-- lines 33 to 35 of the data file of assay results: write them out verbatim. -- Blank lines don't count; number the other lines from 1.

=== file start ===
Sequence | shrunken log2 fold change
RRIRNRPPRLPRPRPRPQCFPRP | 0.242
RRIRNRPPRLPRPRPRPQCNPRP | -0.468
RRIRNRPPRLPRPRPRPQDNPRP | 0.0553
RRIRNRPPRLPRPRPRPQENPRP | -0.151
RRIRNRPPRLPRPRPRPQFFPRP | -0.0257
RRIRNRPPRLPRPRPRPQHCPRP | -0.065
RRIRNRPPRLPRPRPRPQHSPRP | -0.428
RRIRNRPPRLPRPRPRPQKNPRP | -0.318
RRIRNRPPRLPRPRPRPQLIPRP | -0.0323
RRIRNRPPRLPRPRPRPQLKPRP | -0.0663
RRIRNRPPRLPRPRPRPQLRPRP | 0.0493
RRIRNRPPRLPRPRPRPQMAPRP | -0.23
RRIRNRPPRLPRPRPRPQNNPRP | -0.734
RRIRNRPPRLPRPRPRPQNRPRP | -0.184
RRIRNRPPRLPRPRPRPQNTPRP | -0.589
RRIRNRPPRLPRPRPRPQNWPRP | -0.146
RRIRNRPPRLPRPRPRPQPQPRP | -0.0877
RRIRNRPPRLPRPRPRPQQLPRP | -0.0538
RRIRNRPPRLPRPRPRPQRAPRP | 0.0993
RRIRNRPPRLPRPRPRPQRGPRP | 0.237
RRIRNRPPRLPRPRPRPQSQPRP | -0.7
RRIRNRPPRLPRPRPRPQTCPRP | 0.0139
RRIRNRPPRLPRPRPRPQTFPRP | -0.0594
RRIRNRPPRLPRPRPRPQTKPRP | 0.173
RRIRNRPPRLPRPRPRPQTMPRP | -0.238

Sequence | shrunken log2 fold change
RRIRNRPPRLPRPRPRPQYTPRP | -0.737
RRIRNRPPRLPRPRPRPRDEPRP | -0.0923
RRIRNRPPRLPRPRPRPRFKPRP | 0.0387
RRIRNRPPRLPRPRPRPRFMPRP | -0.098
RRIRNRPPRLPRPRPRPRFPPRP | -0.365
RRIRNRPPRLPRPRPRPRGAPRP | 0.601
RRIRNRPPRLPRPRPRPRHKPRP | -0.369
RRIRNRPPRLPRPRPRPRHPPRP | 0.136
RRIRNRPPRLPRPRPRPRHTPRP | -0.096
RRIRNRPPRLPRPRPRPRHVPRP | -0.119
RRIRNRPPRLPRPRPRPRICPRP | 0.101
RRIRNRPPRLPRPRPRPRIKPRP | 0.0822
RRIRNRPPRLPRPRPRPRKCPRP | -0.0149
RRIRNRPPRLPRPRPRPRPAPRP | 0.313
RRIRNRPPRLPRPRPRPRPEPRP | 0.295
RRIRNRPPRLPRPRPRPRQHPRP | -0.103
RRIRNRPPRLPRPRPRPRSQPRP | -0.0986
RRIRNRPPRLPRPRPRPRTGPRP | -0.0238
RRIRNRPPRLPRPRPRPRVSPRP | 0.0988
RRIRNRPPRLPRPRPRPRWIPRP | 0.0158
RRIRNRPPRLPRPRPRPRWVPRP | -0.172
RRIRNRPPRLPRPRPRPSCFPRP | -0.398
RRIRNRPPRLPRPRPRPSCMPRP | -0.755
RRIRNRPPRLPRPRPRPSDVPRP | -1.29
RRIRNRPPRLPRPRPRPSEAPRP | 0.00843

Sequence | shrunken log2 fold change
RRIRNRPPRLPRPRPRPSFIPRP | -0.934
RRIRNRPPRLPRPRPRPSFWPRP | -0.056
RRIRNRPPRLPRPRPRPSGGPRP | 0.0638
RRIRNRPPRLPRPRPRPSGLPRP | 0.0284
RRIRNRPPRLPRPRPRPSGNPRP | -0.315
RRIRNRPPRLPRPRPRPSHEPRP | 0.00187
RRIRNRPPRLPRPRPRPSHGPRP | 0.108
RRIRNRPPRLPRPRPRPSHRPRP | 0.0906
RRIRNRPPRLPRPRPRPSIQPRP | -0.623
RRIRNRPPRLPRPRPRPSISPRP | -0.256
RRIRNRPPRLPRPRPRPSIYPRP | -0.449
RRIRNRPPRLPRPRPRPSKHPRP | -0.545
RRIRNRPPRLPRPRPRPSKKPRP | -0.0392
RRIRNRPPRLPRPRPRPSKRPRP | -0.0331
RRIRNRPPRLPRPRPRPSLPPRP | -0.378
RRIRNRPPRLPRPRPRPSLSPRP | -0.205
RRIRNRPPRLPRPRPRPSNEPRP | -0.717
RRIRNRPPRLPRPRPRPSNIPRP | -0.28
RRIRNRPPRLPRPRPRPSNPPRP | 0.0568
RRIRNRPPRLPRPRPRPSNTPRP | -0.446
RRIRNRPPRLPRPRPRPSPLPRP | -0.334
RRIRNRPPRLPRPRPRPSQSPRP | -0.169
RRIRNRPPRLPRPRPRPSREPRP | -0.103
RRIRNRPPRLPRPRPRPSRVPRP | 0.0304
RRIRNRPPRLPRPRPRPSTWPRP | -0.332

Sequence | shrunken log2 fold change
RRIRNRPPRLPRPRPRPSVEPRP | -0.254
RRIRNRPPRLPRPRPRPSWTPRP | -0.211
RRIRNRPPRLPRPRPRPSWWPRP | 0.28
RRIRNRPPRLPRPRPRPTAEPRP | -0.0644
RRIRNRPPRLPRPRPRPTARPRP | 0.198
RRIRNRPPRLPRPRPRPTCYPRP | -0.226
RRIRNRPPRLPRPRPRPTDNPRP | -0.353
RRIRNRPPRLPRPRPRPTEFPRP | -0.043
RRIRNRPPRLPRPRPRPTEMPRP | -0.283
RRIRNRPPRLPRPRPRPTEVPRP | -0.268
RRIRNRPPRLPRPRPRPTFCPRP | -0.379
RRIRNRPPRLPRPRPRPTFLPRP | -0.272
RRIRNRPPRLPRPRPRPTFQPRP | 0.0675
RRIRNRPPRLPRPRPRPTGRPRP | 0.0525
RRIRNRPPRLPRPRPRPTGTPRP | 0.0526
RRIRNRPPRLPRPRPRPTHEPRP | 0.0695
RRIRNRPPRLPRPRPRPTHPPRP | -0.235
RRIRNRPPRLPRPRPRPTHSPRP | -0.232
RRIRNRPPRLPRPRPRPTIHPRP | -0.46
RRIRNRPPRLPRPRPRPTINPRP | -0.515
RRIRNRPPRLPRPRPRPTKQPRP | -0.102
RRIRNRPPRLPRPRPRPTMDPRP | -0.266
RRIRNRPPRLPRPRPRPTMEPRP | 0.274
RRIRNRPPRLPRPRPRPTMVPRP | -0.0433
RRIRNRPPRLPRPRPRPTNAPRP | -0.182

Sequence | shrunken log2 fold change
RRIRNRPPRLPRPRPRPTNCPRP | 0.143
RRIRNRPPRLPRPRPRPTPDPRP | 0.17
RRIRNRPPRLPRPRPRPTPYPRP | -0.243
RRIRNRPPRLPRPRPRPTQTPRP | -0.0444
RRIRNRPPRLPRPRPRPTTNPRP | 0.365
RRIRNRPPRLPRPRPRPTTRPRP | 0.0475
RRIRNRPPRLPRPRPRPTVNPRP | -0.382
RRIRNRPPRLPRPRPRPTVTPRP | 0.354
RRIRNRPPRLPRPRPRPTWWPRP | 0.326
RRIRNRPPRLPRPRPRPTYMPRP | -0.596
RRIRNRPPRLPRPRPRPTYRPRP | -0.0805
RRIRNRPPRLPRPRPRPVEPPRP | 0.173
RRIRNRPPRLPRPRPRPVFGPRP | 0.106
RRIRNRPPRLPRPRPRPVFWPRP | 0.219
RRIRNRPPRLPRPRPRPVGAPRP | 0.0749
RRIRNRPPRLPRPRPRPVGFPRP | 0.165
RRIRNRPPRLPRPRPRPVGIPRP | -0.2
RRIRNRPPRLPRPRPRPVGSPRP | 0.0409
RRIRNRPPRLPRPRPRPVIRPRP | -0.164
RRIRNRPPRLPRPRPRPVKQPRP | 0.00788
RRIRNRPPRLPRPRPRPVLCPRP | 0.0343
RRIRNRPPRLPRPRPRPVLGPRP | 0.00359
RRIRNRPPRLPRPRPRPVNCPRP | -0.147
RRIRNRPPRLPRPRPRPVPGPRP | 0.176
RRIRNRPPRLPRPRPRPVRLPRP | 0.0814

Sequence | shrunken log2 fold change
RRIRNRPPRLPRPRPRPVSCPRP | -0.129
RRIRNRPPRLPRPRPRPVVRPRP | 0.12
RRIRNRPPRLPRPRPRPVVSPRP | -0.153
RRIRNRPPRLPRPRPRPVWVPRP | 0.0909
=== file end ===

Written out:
RRIRNRPPRLPRPRPRPRGAPRP | 0.601
RRIRNRPPRLPRPRPRPRHKPRP | -0.369
RRIRNRPPRLPRPRPRPRHPPRP | 0.136